The Hutchinson News from Hutchinson, Kansas on November 17, 1924 · Page 2
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November 17, 1924

The Hutchinson News from Hutchinson, Kansas · Page 2

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Hutchinson, Kansas
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Monday, November 17, 1924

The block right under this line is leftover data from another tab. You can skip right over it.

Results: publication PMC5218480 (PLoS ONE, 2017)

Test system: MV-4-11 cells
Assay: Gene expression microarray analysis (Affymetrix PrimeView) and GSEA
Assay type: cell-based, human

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F'A'GE TWO. JUST ARRIVED —Fresh— Chinese Ingredients for ~ CHOP SUEY MAKING Just a Few Left Swift's Premium Hams 10 lbs. average, pei" pound AICPI* by the ham Buy a Half or Whole Ham f'reoh Green and Wax Gem* Phone 1500 7 South Mam Free Delivery ijcgncitRytMaRKET TWO KANSAS MEN ARE SUGGESTED Names of Both Mohler and Jardinc Submitted for Agricultural Post. Washington, Nov. 17.—The post of secretary of agriculture was tlio subject ot another discussion today between President Coolldgo and Senator Curt Is, Republican, ot Kansas, in which the names of J. O. Mohler, secretary ot the Kansas state board of agriculture, and Wm. M. .Tardlnc, president ot Kansas Agricultural college, were put forward by llie senator. Mr. Curl Is said lit would call a mooting of the Kansas congressional delegation alter the opening of .congress and ask for an agreement on one of the two candidates from that rtato. Wife No. 2 Has Hubby Arrested Walter E. Peterson, who was arrested yesterday, charged with bigamy by his second wife, a former Nickel son woman, plead not KUilty when arraigned before .lus- tlce of Peace H. J', B. Wiison this morning, lie was detained at the county j:ill when he was unable, to put up ihe $1000 bond. It. is alleged that Peterson married his second wile before securing n ;•,.'.Oreo from his first wife. The 'i..:,.es agaim-t him were preferred by his second wife. REVIVAL MEETINGS j j AT SOUTH HUTCHINSON V "V?I\1 the Bible Stand?" is the Bubjcct of tlio sermon to be given tonight at the nnonlng of the revival meeting at the Christian church of .South Hutchinson by HOY. K. F. "Walters. It is tiie tir:tt of a series of four sermons on tiie Bible which he will give d-iring this week. Services will begin every night at 7:30 o'clock. HELD UP THE DREAD TRUCK AT LYONS. The state automobile license Inspector is on the trail of people who nre driving cars without a license. The big Graham truck owned by the Gripes Bakery was detained at Lyons this morning because' ot not having a license. Filed Suit for Divorce Mrs. Minnie M. Horton filed suit today for a divorce from J. It. Horton. Sbo alleges extreme cruelty, fiho asked for a restraining order from the court to prevent htm from taking a llulck coupe, which she claims es her own property. She asks for $25 a month alimony. Dr. Gray In Pulpit Rev. G. M. Gray, district superintendent ot Ihe Methodist church, gavo the sermon at the Hadley church yesterday morning. mm®®** The First and Original Cold and Grip Tablet Proven Safe for more than a Quarter of a Century as an effective remedy for COLDS, GRIP, INPLU- ENZA and as u Preventive. The box bears this signature Price 30c, THE HUTCH TN SON NEWS. YOUNG FOLKS WERE DRUNK AT A BARN DANCE Youngsters of High School Age in Intoxicated Condition. AT SUNDAY DANCE Sheriff Langford and Force of Deputies Visited the Cant* well Barn Dance, Tho dunce nt Cantwoll's barn, three miles south of Sterling, was visited by Sheriff Jess Langford, a group of deputies and a state prohibition ofricer last night. An effort, was made to secure evidence which would mako it, possible to servo an Injunction on the place, which according' to Sheriff Langford, has been a public nuisance for over a year. Both women and men were found at the barn In a highly Intoxicated condition, according to the sheriff. Many Hutchinson young people of high school ago were found drunk nt tho barn, he said, which was filled to tho bulging point by about 150 couples. And Petting Parties. Sheriff Langford and his party searched a number ot the cars In tha vicinity but did not find any liquor, although they did interrupt a number ot petting parties. Sheriff Langford Btates that he has been making an effort for Bomo time to find evidence which would make if possible to close d 'iwn the dancing there, but because ot tho fniluro of the peoplo ot that vicinity to agree to give any evidence, he is unable to take any action. Proposes Injunction. "If the people living near the Cantwell farm would sign a petition to tho effect that tho actions ot the people at the dance wore a public nuisance. I cuuld get out a state Injunction stopping the dances," explained Sheriff Langford. "There is no state law forbid- ing Sunday dances and unless I can get direct evidence showing that they are selling intoxicants at the place and allowing disorderly conduct. It Is Impossible to do anything. Somo people living near will tell of the things they have seen there, but when asked to swear out a warrant or go ou the witness stand, they refuse," he explained. Drunken Youths, When returning from tho place last night, Sheriff Langford stopped a car containing five boys and three girls. Ono of the boys was too drunk to Bet up In the car. He and tho girls were brought to ilu ! chinson In the Sheriff's car, and the drunken boy, who was of high school age was kept In the county Jail until he had sobered up enough to go home. "The worst thing about the place is that young people, whose par- enla would not dream that their children would go to such a place, are found out there In large numbers," declared Sheriff Langford. "We cannot even arrest them for being drunk as long as tho owners of the place will not make any complaint. What we want to do la to catch thi parties who are selling the booze." MONDAY, NOVEMBER 17, 1924 Fine Crowd At Band Concert A large and appreciative audience greeted the Hutchinson Municipal band at their regular Sunday afternoon concert In the Midland Theatre yesterday and the mu- siolaua gave a splendid concert. Gomez's overture "II Guarany" whioh is considered ono of the most difficult numbers written was rendered in a very pleasing manner and the band received a fino applause as a result. Another number that pleased was the dainty little lntermosso "Forget Me Not" by Macabeth. Tho "Grand American Fantasle," by Tohani was a request number but it is a selection that appeals to ail for It contains some ot the old time tunes and airs that all Americans love and ending, as It did, with the Star Spangle Banner brought forth the endorsement of tho crowd. The soloist for the afternoon was Wm. Hapgood on the barltonj horn and his work was splendid and he responded, as an encore, Shurbert's Serenade. NICKERSON AND 6ALEM ' IN JOINT SERVICE Rev. A. E. Henry, pastor of Trinity Methodist church went to Nick- ernon last evening to preach a sermon before a joint meeting of the Salem community and Nickerson at tho Christian church of Nickerson. His Bubjoct was, "The Prodigal Father." Last night's address completed a week of services held by tho two communities in celebra.- tion at National Father and Son week. ,1. P. White tilled the pulpit for Rov. Henry at the Trinity church last night. METHODIST REVIVAL COMES TO A CLOSE. The evangelistic meetings which hnvo been In progress at the First Methodist church for tho past three weeks came to a cloaa yesterdny. During tho meetings thorn have been 9S conversions, nnd 77 have united with the church, Borne of whom were members uniting by letter. Those of the converts WHO nre on probation will unite later after receiving their instructions. O'Connell In Charge. W. V. O'Connell will take charge of ihe meeting of tho Ten Point club this evenlug at the Y. M. C STERLING GIRLS SELLING TICKETS Bunch of Girls From the College Putting Over Football Busineis. If there Isn't a big crowd at tho Sterling-McPherson college football game in Hutchinson Wednesday It will not be the fault ot the giris of Sterling college. A peppy bunch of them were In Hutchinson today putting over a ticket sale, and they cleaned up, leaving the pasteboards wherever they went. John W. Campbell, manager of the football team of Sterling college was here in charge of the ticket sale. The girls in the party took occa- slon while hore this afternoon to pay a visit at the Hutchinson News office and see how a newspaper is made. In the party were Misses Violet Sherow, Ardiso Greenlee, Wilma Ross, Bernlce Brush, Jean Paulyno Howe, Hazel Mack, Nelly L. Curry, Bethry Porter, Lois Horton, Hazel E. Anderson, Vcva Koontz, Vaiia Watson ,Ruby Grumbein, Rheta Godshalk, Maoria Birket, Maurine Hammond, Alice Manuel, Edith Stinson, Anna L. McKee, Zola Sandy, John W. Campbell, Mgr. Drove Into Ditch To Miss a Wagon Halstead, Kan., Nov. 17.—Ben Bender a farmer residing near here in order to avoid crashing into a wagon ahead of him In the road In the dark, turned oft and drove Into tho ditch, overturning his automobile. Mr. and Mrs, Bender were both injured, and were brought to the hospital here. Mrs. Bender was the more severely hurt but her condition is not dangerous. DEMOLAYS HELD SPECIAL SERVICE More than 75 boys and their fathers celebrated Parents day yesterday afternoon In the Masonic temple, when the DeMolays gave a program. The boys' baud furnished the music and a splendid address was given by Rev, Stephen Butcher ot the Congregational church. Members who took an activo part In the program wore Vane Meador, master councilor and Earl Jones, chaplain. Macksville Girl Hurt In Crash Miss Mildred Shaw, ot Macksville, while driving with some friends to Hutchinson yesterday afternoon, to catch the interurban to Llndsborg, wbore she is a student at Bethany college, was thrown through tho wind shield of her car, and severely cut about tho face and body as the result of a collision with another car. •She -was brought to tho Gage- Hall clinic for medical aid and being unable to return to school ut once, returned to lier home with the friends. The other occupants were not Injured. OPENING DINNER OF MEMBERSHIP CAMPAIGN The ooening dinner meeting ot the Y. M. C. A. membership campaign week will be held this evening at tho association building. Roy Johns, president ot the Sherman Ili-Y club wll make a short talk and tho other members of the club will be the guests ut the meeting. AUTO WENT OVER AT HIGH SPELD. Dighton, Kan., Nov. 17.—A Cadillac car occupied by .Mr. and Mrs. J, A. Merrill and .1. Hoss, enroutu from Denver to Kunsus Ot}', turued over while travelling at high speed, about 60 miles an hour, five miles west ot here. The car swarved a little and broke a wheel. Mr. and Mrs. Merritt were bruised up considerably, but no hones broken, Ross escaped without Injury. They are delayed here waiting for a wheel. A Father and Son Service Was Held Father and Son services were held yesterday morning at the First Ave. Baptist church, with a large attendence ot fathers and sons. "Jesus and' His Father" was the subject of the sermon preached by Rev. G. A. Wlmmer. "Joseph revealed God to Jesus, and In like manner the father of today should represent God to his son," he said. II. W. Crane led In prayer for tho fathers and Carlton Armor read the Scripture. A male quartet composed of T. J. Dillon, Leo Yarnell, Rev. G. A. Wimmer and Mr. Saunders sang special numbers. TRUCK HIT WAGON; MAN IS INJURED E. C. 'Merrill, of 418 West Sherman otreot, sustained three fractured ribs Saturday evening as the result ot a colllsslon with a Bossemeyer & Hyde truck. He was driving a wagon from the. Santa Fe freight depot when tb<> truck, coming at a high rate of speed, accoi'ding to reports, collided with his wagon, knocking him ten feet out of the wagon on to the curbing near the Chalmers hotel. School Heads As Luncheon Guests The Lions club held a special educational week program at the luncheon this noon at the Stamoy Hotel. The principals of all tho Reno county rural high schools were' the guests of the club and were called on for two minute speeches. Fourteen of the principals were present. Tho entertaining ot the principals was a preliminary move in preparation for the county scholarship contest which will be held again this year. Loss of Sleep Proved Too Much Halstead, Kan., Nov. 17.—Six Oklahoma university students, en- route home from attending the Kansas-Oklahoma game at Lawrence, Saturday night, ran into the ditch north of here, wrecking thejr car, but all escaped injury. The driver went to sleep at the wheel. They had lost sleep Friday night coming up from Oklahoma, and the strain was too much the second night. PICKED UP > AROUND TOWN Jim Nash returned yesterday morning from a week's visit in Missouri with relatives. Mr. and Mrs. Clement Simmons will leave tho last of the week to make their homo In Kingman where Mr. Simmons is manager of a branch for the Standard Oil company. Mrs. Simmons was until recently Miss Mary Hudson. Visitor in Pulpit. Rev. C. II. Miller, of Emporia, representative of the board ot relict and sustontallon of the Presbyterian church, occupied tho pulpit at tho First Presbyterian church yesterday, in tha absence of the pastor, Rev. D. G. MacLennan. Stepped on Needle. While working about the house this morning, Mra. A. .;. Hager ot the Santa Fe Trail apartments, accidentally ateppped on a needle and broko a portion of it otf In her foot. ' THE REAL ESTATE BOARD FOR "YARDS' Proposal to Get Santa Fe Improvement* Here Given an Endorsement, Because ot the probable inability of the people of tho city to get together on track elevation of tho Santa Fe here, as proposed somo time ago, the members ot the Real Estate Board, at a session held this morning, assured Mayor Walter F. Jones the board would bo for the second best thing, centring tho first unit of the Santa Fe east end yards. At the session held, with a large attendance, tha proposition, recently presented by Mayor Jones, for the city, was given the unanimous endorsement. C. of C, Considering It. This afternoon a meeting of the board of directors of the Chamber of Commerce is to bo held Mr the purpose of considering the matter. Tonight a meeting will be held at the Chamber of Commerce for the purpose of getting suggestions from those who signed a protest against the proposed traok elevation plan sonie time ago. Those who signod have been asked by the mayor to attend the Chamber of Commerce session at 7:30. Any others interested In Santa Fe improvements here are also invited to attend that meeting. As things stand now it is quite probable the Santa Fe would be ready to start work Roon on the east end yards If agitation for track elevation through HutchiiiFou Is delayed tor live y":.r«. This is the plan being pursued by Mayor Jones and the action of tae UC a. Estate Board showed that these men were heartily In favor of it. A Good Beginning. "It is the beginning ot Hutchinson being an Important point on the Santa Fe road," Mayor Jones said today. "Tho matter is in such shape now that the first unit of tiie east end yards will bo constructed it the people of Hutchinson will give their nssurance to the railroad company that the track elevation , matters will be held up for five years." It Is not known Just what will bo done in the east end yards, but it is quite probable that double- tracking of tho main lino from Burrton to these yards will follow as a matter of course along with the other Improvement and that it is probable a roundhouse might be constructed there and that some shop work be dbno there in tho future. It is known to be the plan of the Santa Fe company to spend around 11,000,000 here if tho plan goes through. EUCATION WEEK IN THE SCHOOLS Special Attention Today to Good Citizenship as Objective of Education. With special programs at some of th eschools .and special emphasis In nil classes to the occasion Educational Week was launched in Hutchinson schools today. Todny was Good Citizenship day, and In nil tho schools, from the kindergartens to tho senior high schol tho boys and girls had the importance ot citizenship, and what constitutes good citizenship Impressed on them. Each day this week certain objectives ot education are being stressed, as Citizenship was today. Tomorrow threo such objectives will be noted—Worthy Home Membership, Vocation, and Ethical Character. "The boys and girls are taking a deep interest in tho observance ot this woek," Bald Superintendent ot Schools J. W. Gowans. "Tho pub- lie is invited to visit the schools at. nny time during the week. They will find something ot Interest In all classes." Notable events of the week will be Tuesday evening, when there will be a public opening at tho new Lincoln school, with a program given by tho boys and girls, and the Chamber of Commerce luncheon, given In the Lincoln school assembly hall on Wednesday noon. At this luncheon opportunity will bo given tho business men of tho city to visit, this splendid new- grade school and seo the classes in' session. Auto Went Over a Steep Bank MInneola, Kan., Nov. 17.—Homer Tepe, a hardware merchant at Dodge City, sustained a fractured hip and internal Injuries which may prove fatal, when his llulck touring car overturned ou a 50-foot embankment nine miles south of hero. His son, Homer, jr., sustained a fractured leg and E. W, Gelger, of Leavenworth, the other occupant of tho car was badly cut on the head. ' Tho accident occurred as they were enroute to bunt ducks on a lake in Clark county. The road makes a sharp turn, and Mr. Tepe struck the turn going about 30 miles nn hour, tho car going over tho sldo and rolling down the embankment. ' Dentists at Convention. Drs. W. It. Saylor, J. B. Stevens, J. L. Conn, F. C. Carey, E. fl. Husband and A. I). Ralflngtou have returned from Dallas, Texas, where they attended the national meet- lug of the dental association. Dr. W. K. Keys will return within a few days utter visiting at other points in Texas.- ADDITIONAL SPORT . K. U. Team Gets Ready For Battle Lawrence, Kan., 'Nov. 17.—The Kansas University football team went "under cover" today to prepare for the Thanksgiving battle with Missouri. Coach "Potsy" Clark announced that the practice this week would be behind closed gates until Saturday, when the regulars will emerge for their annual game with the freshmen. Flood lights have been installed on the field. Indicating that practice periods may last after nightfall. No Kansas players were injured in the Oklahoma game Saturday. Indications are lhat they will meet Missouri in tip-top form. A Game a Day In Kansas Conference A game a day during this midweek is tho dish being warmod up for Kansas conference fans. By winning from Southwestern tomorrow. Bethany could go into a tic for second place, with Sterling and the College to Emporia. Tho next day. however, Sterling will have an opportunity to climb a notch by detcating Mci'herson at Hutchinson. Thursday's contest at St. Mary's involves tiie Emporia Teachers in the first game since two weeks ago. Topeka fans will be treated Friday to a view ot the leaders, Pittsburg, in action against Washburn. WALTER JOHNSON IN DEAL FOR OAKLAND CLUB Oaklnnd, Calif., Nov. 17.—Walter Johnson, premier pitcher of the Washington club in the American Lengue, and George Weiss, owner ot the Now Haven club in tho Eastern League, have scheduled a conference with the Oakland club In the Pacific Coast League to consider tho taking over ot the Oakland outfit. According to tlie best authorities, "the deal will go through." Johnson Is to manage the club, according to the present plan. ALL SEATS TAKEN FOR COLUMBIA GAME. Columbia, Mo., Nov. 17.—Advance, applications took'all of the 14,000 seats uvailable for the Missouri- Kansas football game, which will be played hore Thanksgiving Day, C. L. Brewer, director of athletics at Missouri, announced today. All applications and money received for tickets Is being returned to the applicants, beginning today. HUTCHINSON WILL STAY IN LEAGUE. Jim Davis, head of the Hutchinson base ball team received an inquiry by wire today from the Associated Press as to whether Hutchinson intended to remain In the Western Association the coming season. "Yos," was the reply wired hack. Donaghce Won. Bowie, Md., Nov. 17.—The $7,500 Prince George Handicap a mile and one furlong event for 3 year olds was won by Dona^hee here this afternoon. Princess Doreen wa3 second and Prince Hamlet third. ROASTERS Turkey is cheaper than chicken— SEE US FOR ROASTERS Complete Line. Priced $1.25 to $3.50 Our Motto: Quality First, then Price—and the Price Is Rlghtl HOSKINS 6c YOUNG HARDWARE—TIN SHOP (Home of FRONT RANK FURNACE) Phone 3752 22 West First DEATHS AND FUNERALS Mr. Curtiss Was Kansas Pioneer Funeral services for G. H. Curtiss who died Saturday evening at the homo ot his daughter, Mrs. Graco Duncan, E44. Ave. B east were held this afternoon nt Havl- lnnd, tho old homo, tit 1:30 o'clock with the Odd Follows In charge of tho services. Mr. Curtiss was 71 years of age having been born in Ohio, October 1, 1851. Later he moved to New York but went back to Ohio after a few yenrs. In 1S69 Mr. Curtiss and family come to Kansas settling In Saline county, During January of this year he and his wife camo to Hutchinson to make their home with their daughter, Surviving relatives are tho wife, Mrs. Nannie Curtiss, the daughter, Mrs. Grace Duncan and two sons, G. E. Curtiss of Hooker, Okla., and O. H. Curtiss of Texhoma Okla. Also he has two brothers, one In Texas and one in Colorado. Veteran Sexton Taken By Death William Lee Shoup, veteran sexton of tho Eastsido cemetery died yesterday at his home at 224 Third Ave. east. The funeral will be held tomorrow afternoon at 2:30 o'clock from the Frlesen Funeral parlors with the Masonic lodge in chargo. Burial will be in tho Eastside com- •etry, Mr. Shoup was born June 13, 1863 at Carthago, 111. Here ho was married to Rhoda B. Beaty, who died Sept. 7, 1!)19. Tho this union were born two children, Charles A. Shoup of Wichita aud Mrs. Harry Green, Sioux City, la. Ho was married again in Juno 1924 to Ida Beaty, who with his children survive him. Other relatives are throe brothers, Henry Shoup of Carthage 111., Steve Sl-oup of Lowlaton, Mo., nnd Abo Shoup ot Peoria, 111., and four sisters, Mrs. Llille McCoy and Miss Julia Shoup ot Carthage, 111.; Mrs. A. A. Beaty, Pretty Prairie, and Mrs. Mattie Chamhlln, Calistoga. California. Luke Musselman, manager of the H. & H. Chemical Company, ot Hutchinson, who WU3 killed when a train struck his automobile lit Maehevllle Friday evening, will be laid at rest at Larned, the funeral being held there this afternoon. His horns was at 631 Third avenue east. Jacob Duller, Early Settler, Is Dead Jacob Buller, one of tho pioneer sottlers of Buhler, died Friday at Sulphur, Okla. where he had gone to secure treatments. Ho came '.o this county In 1874 with the first settlers to locato In the vicinity of Buhler. He has recently been troubled with heart trouble and dropsy. He was at Sulphur for two weeks before his death. He retired from fnrming a short time ago and moved his family *o Buhler. He is survived by his second wife and seven children. The funeral services will be hold Tuesday from the Buhler Community church. Mrs. Hannah Moore, 81 widow of Tobias Mooro, who died about seven years ago, is dead at her homo in Sumner township, where the family had lived for over forty years. They came here from >' io, settling in Reno county in 1SS3, in the Sumner U. B. church community. John A. Ellis, 78, formerly a county commissioner of Finney county, nnd one ot the old residents ot that section, is dead at San Diego, Cal. He located In Fin. ney county on a homestoad near Garden City in 1888. The body was brought to Garden City tor Interment. Dighton 7, Utlca 6. Dighton, Kan., Nov. 17—The Dighton high school team met defeat at Utlca, Saturday, 7 to 6. Dighton made two field goals. May Attaoh Property. Washington, Nov. 17.—Suits in attachment proceedings under the Carmack act can bo begun lu stales by attaching (he property of a nonresident railroad company, the su­ premo court ruled today. Can Pay Judgments. Washington, Nov. 17.—Judgments can be liquidated out of property in the hands of tho alien property cuoiouiun under a supreme court decision hauded down today. Dr. Claude B. Smith, 32, a graduate of the high school at Lewis, who was engaged In the dental practice at Marlon .for several years Is dead at his homo In Lewis, ot tuberculosis. He never fully recovered from the shock of the death of his young wife. Wm. C. Winfrey, a Civil war veteran, aged 85 years, is doad ut his homo at Kingman, after being confined to his home for three years years with paralysis. Ho settled near Varner in 1888. Ho served in the 8th Missouri cavalry and the 2nu light artillery In the Civil war. Tho Masons had charge of the funeral Saturday afternoon at Klng- mnn. D. C. FOBS , n pioneer residnnt ot Pratt, is dead at his homo In Denver, Col. He waa an enthusiastic horseman, and owned a string of high class racing stock while living in Pratt. ALL-DINING CARS ON R. I. TRAINS Big Change Coming in Services on that Road Near End of the Year. A3 "Rock Island to have thres" trains to the coast." This Is what railroad men is th» west are talking those clays and" the trains planned are to be the very best in the world. Change on December 28. On December 2S the present Nos. 3 and 4 trains, tho Rock Island Golden State Limited, nre to be entirely new trains, limited in every senso ot the word. There will be no mall car, no baggage car, no tourist sleepers aud no day coaches. It Is lo be complete, first-class, limited service from Chicago to Los Angolos, San Diego and Santa Barbara. The trains will run through Hutchinson over the Rock Island, then into El Paso nnd out west over tile- El Paso and Southwester:i,"then over tho Southern Pacific, us at present, to Los Angeles nnd Santa Barbara. Thore will be one car over tho now Mexican railroad to San Diogo. Passengers will bo taken on at Hutchinson for tho coast, Topeka and Hutchinson being the only stops for passengers In Kansas. This westbound train is to pass through Hutchinson about 5:15 p. m. and No. 4 will go east a little whllo after noon. Two New Trains, There are to bo two new trains, taking the place ot some ot tho stops by the Golden State Limited at this time and also taking the placo of the local trains, Nos. 311 nnd 312, now running from Herlng- ton to Bitcklin. These will be trains nos. Ill and 112. They will be solid trains, Chicago to Los Angeles, carrying sleepers and dining cars nil of the way. No. Ill will go west about 3:50 p. m. and No. 112 will go east about D:50 a. m., being a through slooper and diner train for Chicago. More Dining Cars. The present Nos. 1 and 2 trains aro to carry dining cars, beginning with December 2S. and will run, as at present, from Chicago to Los Angeles, going west n little later in the morning, leaving Hutchinson possibly around S:35 and past in the middle of the afternoon. This will make three fin* trains each way a day, from Chicago to the ooast, each one carrying sleeping cars and dining cars. It means that nil ot the trains through Hutchinson will bo sleeping-car, dining-car trains. PIONEER CLUB IS ORGANIZED AT "V The Pre3bytorlan pioneer chii, was organized at Its regular meeting yesterday in tho Y. M. C. A., under the supervision of A. A. Remington. Sam Jones was elected chief ranger; Robert Jonca, deputj ranger; Marlon Holland, rocordei and Earl Kirk treasurer. In Non-Stop Flight. Dallas, Tex,, Nov. 17.—Four arnn world fliers, Lleuts, Nelsoa, Wade Ogden and Harding, left Love Field Dallas, at 9 o'clock today for St. Louis. They planned a non-stor flight. THE TRUTH ABOUT CANCER New Book Gives Latest Develop ments In Extensive Cancer Research, A very complete and comprehen- siva book on cancer and its treat ment is now offered by Dr. O. A Johnson, well-known cancer spe cialiBt. There is probably no mat In America who bus made a closoi study of this dread disease, or wh< has treated as many sutferers tron it. For 25 years he has been treating cancer without the knife. Thi results of his experience and re search he gives In this new book. Anyone suffering from cuncor o. who has a loved ono or friend m afflicted, should by all means go; this book. Just address Dr. O. A Johnson, Suite 359, 1824 Mali Street, Kansas City, Mo. it will b« sent free and postpaid. Operated on Dawes. Chicago, Nov. 17.—General Chas. G. Dawes, -vice-president-elect, was virtually himself ugnin today, ex-1 cept that he was confined to Ills' bod, after a minor operation at the Evanslon hospital yesterday.